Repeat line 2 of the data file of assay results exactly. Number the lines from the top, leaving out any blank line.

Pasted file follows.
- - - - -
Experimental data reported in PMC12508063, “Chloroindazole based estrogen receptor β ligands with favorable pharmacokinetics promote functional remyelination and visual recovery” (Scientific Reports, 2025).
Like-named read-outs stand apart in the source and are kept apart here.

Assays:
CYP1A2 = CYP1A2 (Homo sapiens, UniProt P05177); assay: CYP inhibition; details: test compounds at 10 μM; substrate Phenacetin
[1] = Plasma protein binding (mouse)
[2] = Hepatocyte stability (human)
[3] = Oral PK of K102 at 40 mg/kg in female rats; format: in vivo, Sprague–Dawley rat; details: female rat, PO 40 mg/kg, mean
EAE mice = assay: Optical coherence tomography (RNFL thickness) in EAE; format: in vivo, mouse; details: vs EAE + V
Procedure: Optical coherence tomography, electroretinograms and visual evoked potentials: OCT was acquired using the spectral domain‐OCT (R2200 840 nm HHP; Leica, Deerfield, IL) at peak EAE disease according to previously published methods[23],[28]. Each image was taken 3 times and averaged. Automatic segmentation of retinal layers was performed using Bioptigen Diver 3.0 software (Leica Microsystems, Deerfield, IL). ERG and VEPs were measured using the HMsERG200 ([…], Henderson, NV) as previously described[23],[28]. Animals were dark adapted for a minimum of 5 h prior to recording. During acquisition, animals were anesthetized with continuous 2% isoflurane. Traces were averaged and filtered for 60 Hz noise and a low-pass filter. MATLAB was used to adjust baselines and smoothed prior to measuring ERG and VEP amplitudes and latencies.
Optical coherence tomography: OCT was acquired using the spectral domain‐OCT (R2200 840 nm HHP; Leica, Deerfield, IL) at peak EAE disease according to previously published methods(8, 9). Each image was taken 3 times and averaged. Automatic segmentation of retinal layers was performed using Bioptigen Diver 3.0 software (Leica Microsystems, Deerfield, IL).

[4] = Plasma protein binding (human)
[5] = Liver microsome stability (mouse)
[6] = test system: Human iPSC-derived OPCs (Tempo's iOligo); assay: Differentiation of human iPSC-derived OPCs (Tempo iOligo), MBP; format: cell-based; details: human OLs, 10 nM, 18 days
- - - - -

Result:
Like-named read-outs stand apart in the source and are kept apart here.